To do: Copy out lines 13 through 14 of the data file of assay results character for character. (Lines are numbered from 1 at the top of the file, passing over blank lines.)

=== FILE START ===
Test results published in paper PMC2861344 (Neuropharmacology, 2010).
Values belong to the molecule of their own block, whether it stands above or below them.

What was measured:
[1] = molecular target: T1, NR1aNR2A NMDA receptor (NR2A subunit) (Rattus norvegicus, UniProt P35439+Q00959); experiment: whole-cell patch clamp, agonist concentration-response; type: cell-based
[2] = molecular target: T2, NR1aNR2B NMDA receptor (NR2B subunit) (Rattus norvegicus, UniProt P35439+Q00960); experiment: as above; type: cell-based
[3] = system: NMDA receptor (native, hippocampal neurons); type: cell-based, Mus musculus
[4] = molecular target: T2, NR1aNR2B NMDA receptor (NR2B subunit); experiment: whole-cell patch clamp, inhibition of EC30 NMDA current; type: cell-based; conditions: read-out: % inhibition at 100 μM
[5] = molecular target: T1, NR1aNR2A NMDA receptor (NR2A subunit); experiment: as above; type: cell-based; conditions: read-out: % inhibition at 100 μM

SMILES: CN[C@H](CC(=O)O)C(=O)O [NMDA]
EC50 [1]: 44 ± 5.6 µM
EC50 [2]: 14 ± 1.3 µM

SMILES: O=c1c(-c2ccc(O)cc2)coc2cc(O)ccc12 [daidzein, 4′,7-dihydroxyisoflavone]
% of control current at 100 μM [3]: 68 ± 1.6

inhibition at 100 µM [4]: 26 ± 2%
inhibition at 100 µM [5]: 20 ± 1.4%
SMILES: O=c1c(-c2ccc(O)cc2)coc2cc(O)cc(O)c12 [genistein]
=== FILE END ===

% of control current at 100 μM [3]: 68 ± 1.6

inhibition at 100 µM [4]: 26 ± 2%